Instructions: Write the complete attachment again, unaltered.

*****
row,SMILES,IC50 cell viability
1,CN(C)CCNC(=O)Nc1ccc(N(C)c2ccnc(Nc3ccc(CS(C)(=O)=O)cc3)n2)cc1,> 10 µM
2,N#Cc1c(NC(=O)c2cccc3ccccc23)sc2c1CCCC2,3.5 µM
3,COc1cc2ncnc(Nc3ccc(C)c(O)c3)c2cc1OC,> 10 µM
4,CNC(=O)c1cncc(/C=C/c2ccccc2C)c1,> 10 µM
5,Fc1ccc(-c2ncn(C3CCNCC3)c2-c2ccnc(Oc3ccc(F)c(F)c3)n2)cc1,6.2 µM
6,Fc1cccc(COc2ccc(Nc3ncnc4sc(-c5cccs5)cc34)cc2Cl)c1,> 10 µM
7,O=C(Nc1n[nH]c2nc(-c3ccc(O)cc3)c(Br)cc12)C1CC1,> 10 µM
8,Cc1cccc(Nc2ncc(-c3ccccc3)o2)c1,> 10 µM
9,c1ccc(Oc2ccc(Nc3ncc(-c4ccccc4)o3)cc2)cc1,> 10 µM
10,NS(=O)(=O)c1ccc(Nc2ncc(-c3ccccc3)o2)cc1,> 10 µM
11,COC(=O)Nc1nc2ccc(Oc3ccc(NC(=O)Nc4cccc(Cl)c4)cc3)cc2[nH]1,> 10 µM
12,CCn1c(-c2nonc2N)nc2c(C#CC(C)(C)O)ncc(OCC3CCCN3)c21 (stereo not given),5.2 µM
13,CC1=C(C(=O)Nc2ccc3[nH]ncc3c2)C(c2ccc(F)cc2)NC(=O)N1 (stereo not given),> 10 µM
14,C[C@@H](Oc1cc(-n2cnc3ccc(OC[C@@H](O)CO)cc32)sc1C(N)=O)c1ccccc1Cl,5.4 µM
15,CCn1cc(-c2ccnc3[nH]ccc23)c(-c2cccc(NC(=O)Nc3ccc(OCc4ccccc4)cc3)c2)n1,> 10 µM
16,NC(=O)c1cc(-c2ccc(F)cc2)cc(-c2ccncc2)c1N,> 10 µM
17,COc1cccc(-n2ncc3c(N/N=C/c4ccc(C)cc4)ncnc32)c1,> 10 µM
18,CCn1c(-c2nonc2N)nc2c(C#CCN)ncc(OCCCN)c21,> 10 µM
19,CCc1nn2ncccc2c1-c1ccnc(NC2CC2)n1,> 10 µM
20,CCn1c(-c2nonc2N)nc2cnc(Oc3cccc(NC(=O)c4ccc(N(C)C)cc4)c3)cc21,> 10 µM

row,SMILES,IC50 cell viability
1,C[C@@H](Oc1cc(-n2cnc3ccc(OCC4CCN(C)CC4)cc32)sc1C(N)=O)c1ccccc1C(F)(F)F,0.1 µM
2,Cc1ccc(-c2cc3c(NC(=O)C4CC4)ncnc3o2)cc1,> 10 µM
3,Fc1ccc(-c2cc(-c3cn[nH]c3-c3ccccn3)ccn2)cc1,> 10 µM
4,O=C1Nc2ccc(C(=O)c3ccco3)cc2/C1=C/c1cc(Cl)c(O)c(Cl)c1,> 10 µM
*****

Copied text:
row,SMILES,IC50 cell viability
1,CN(C)CCNC(=O)Nc1ccc(N(C)c2ccnc(Nc3ccc(CS(C)(=O)=O)cc3)n2)cc1,> 10 µM
2,N#Cc1c(NC(=O)c2cccc3ccccc23)sc2c1CCCC2,3.5 µM
3,COc1cc2ncnc(Nc3ccc(C)c(O)c3)c2cc1OC,> 10 µM
4,CNC(=O)c1cncc(/C=C/c2ccccc2C)c1,> 10 µM
5,Fc1ccc(-c2ncn(C3CCNCC3)c2-c2ccnc(Oc3ccc(F)c(F)c3)n2)cc1,6.2 µM
6,Fc1cccc(COc2ccc(Nc3ncnc4sc(-c5cccs5)cc34)cc2Cl)c1,> 10 µM
7,O=C(Nc1n[nH]c2nc(-c3ccc(O)cc3)c(Br)cc12)C1CC1,> 10 µM
8,Cc1cccc(Nc2ncc(-c3ccccc3)o2)c1,> 10 µM
9,c1ccc(Oc2ccc(Nc3ncc(-c4ccccc4)o3)cc2)cc1,> 10 µM
10,NS(=O)(=O)c1ccc(Nc2ncc(-c3ccccc3)o2)cc1,> 10 µM
11,COC(=O)Nc1nc2ccc(Oc3ccc(NC(=O)Nc4cccc(Cl)c4)cc3)cc2[nH]1,> 10 µM
12,CCn1c(-c2nonc2N)nc2c(C#CC(C)(C)O)ncc(OCC3CCCN3)c21 (stereo not given),5.2 µM
13,CC1=C(C(=O)Nc2ccc3[nH]ncc3c2)C(c2ccc(F)cc2)NC(=O)N1 (stereo not given),> 10 µM
14,C[C@@H](Oc1cc(-n2cnc3ccc(OC[C@@H](O)CO)cc32)sc1C(N)=O)c1ccccc1Cl,5.4 µM
15,CCn1cc(-c2ccnc3[nH]ccc23)c(-c2cccc(NC(=O)Nc3ccc(OCc4ccccc4)cc3)c2)n1,> 10 µM
16,NC(=O)c1cc(-c2ccc(F)cc2)cc(-c2ccncc2)c1N,> 10 µM
17,COc1cccc(-n2ncc3c(N/N=C/c4ccc(C)cc4)ncnc32)c1,> 10 µM
18,CCn1c(-c2nonc2N)nc2c(C#CCN)ncc(OCCCN)c21,> 10 µM
19,CCc1nn2ncccc2c1-c1ccnc(NC2CC2)n1,> 10 µM
20,CCn1c(-c2nonc2N)nc2cnc(Oc3cccc(NC(=O)c4ccc(N(C)C)cc4)c3)cc21,> 10 µM

row,SMILES,IC50 cell viability
1,C[C@@H](Oc1cc(-n2cnc3ccc(OCC4CCN(C)CC4)cc32)sc1C(N)=O)c1ccccc1C(F)(F)F,0.1 µM
2,Cc1ccc(-c2cc3c(NC(=O)C4CC4)ncnc3o2)cc1,> 10 µM
3,Fc1ccc(-c2cc(-c3cn[nH]c3-c3ccccn3)ccn2)cc1,> 10 µM
4,O=C1Nc2ccc(C(=O)c3ccco3)cc2/C1=C/c1cc(Cl)c(O)c(Cl)c1,> 10 µM